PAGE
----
The bank is dead. Long live banking.
Are predictions about the death of bank branches or even banks, exaggerated? Likely. But there's no denying the decimation of the bank, and especially the branch, as we know it: it is estimated that branch activity in the developed world is down by 90 percent compared to what it was around 20 years ago. In his latest book, "Branch Today, Gone Tomorrow", bestselling (and controversial) author Brett King declares that his children might never need to enter a branch when they're older. I think he has a point.
But, even as haloed banking institutions make headlines for closing down the largest number of branches (they're also cutting ATMs), banking itself is coming along just fine. With the emergence of a host of alternative financial service providers - from retail chains to mobile operators to social lending startups - the fate of banking is no longer tied to that of the bank. Indeed, going by indications such as Walmart's success with their debit card, the growth of peer-to-peer lenders like Zopa, or even the popularity of the exploitative Payday Loan, it's clear that banking, while it has broken its traditional mould, is very much alive and kicking. Only, lending and borrowing is no longer the sole prerogative of the traditional bank. Nor is product innovation or process design.
Where does this leave the bank? In a pretty optimistic place, I'd say. In my view, by disrupting the status quo, these developments have forced banks to look at new revenue opportunities and elevating their role of financial intermediary to that of trusted financial advisor. The good news is that this is where banks have the upper hand over all their new rivals, for they are the only ones with access to rich historical data and expertise built over decades of existence. What's more, they also have a tailwind in the rising demand for advisory services among consumers who continue to search for ways to preserve their financial resources. There are options aplenty. At the top of the list are Personal Financial Management tools; tools such as financial modelers, comparators and simulators that banks are already providing to relationship managers - or their customers - to help with budgeting, expense management, retirement planning and investment decisions. Imagine the impact banks could make if they could link up these tools to their customers' accounts and thereby proactively make recommendations that are relevant up to the minute!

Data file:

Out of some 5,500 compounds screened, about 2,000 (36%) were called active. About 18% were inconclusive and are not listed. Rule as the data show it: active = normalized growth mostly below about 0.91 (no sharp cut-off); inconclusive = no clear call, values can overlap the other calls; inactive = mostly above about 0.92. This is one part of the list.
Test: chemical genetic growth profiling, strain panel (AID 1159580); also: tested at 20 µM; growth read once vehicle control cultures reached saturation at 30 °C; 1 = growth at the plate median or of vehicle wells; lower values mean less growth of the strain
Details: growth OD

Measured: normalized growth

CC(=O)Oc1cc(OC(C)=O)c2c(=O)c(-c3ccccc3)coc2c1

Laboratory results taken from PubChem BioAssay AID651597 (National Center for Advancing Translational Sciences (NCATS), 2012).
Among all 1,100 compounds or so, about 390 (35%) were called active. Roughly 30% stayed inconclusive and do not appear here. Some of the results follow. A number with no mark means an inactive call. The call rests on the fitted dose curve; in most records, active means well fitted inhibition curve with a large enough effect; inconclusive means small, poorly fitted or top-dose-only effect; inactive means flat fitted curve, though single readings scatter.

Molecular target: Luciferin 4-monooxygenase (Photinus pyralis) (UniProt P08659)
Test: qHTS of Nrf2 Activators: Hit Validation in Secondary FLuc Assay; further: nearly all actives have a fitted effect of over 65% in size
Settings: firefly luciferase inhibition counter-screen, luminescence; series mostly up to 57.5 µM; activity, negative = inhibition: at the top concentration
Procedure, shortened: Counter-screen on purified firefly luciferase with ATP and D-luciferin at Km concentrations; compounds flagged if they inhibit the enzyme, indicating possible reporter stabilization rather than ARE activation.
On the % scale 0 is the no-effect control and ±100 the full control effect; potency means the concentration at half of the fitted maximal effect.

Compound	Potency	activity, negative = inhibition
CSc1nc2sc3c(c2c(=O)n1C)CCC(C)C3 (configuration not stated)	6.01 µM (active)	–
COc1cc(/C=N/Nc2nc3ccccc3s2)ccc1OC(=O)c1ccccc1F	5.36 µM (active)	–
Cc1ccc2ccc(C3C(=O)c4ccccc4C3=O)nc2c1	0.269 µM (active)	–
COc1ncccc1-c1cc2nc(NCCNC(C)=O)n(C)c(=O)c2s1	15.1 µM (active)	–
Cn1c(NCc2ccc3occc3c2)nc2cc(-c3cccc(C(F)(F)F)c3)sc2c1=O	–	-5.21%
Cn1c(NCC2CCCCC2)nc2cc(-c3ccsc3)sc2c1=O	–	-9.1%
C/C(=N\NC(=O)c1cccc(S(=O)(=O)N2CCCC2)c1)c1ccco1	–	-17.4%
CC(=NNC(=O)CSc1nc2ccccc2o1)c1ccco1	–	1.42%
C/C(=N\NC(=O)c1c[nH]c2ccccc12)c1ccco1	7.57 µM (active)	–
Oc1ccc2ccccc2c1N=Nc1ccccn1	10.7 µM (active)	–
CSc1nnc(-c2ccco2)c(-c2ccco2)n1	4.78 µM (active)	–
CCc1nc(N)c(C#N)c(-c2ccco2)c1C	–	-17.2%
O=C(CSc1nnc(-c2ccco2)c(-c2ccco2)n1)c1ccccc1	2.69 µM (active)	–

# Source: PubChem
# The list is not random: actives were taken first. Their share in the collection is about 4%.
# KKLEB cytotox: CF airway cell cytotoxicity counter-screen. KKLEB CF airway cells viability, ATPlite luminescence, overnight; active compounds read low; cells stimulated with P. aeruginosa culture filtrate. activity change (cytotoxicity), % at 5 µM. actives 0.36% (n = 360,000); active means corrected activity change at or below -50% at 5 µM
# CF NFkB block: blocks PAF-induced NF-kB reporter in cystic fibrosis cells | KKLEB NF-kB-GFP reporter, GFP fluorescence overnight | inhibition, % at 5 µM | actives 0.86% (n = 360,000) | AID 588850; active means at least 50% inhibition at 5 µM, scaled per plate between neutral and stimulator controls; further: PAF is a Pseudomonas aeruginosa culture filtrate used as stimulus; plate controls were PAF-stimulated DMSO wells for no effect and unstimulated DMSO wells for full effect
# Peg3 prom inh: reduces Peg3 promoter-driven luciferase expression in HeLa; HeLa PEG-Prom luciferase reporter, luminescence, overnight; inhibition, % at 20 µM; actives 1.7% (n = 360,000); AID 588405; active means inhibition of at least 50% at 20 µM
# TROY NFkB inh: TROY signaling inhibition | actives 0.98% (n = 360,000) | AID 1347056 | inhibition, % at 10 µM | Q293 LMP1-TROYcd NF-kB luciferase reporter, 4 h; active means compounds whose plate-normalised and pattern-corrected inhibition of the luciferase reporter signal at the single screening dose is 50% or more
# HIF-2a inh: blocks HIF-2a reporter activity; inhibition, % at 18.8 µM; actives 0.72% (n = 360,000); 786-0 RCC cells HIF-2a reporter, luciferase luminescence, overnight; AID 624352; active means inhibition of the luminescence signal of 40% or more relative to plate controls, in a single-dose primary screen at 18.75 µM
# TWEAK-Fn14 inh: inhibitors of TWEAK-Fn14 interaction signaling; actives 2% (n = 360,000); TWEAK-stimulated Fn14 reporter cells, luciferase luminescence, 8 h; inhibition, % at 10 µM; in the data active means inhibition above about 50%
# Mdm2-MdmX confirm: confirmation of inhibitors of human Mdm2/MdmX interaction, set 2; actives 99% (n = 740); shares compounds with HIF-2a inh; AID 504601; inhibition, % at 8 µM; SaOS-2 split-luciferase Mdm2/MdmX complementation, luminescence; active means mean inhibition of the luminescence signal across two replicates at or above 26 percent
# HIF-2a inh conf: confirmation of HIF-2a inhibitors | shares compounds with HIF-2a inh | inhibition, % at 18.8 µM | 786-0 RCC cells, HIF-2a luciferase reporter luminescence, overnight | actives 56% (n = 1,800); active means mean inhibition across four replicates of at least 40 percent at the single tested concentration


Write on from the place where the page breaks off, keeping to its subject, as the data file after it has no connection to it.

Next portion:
Thanks to advances in mobile and social technology, banks can leverage their vast structured and unstructured data resources to provide consumer friendly financial advice anytime, anywhere. Think advisory apps that customers can download for a fee from the Internet onto their smartphone or other mobile device... an example could be that of a social investment advisor application, which tells users which products their friends or social network community members have purchased recently.
Also, starting now, banks must take their usage of analytics to a higher level, where insights are not only used to understand the past, present and future, but to actually provide financial advice to customers before they ask for it. So, yes, the old bank is dead. Long live banking in its new avatar!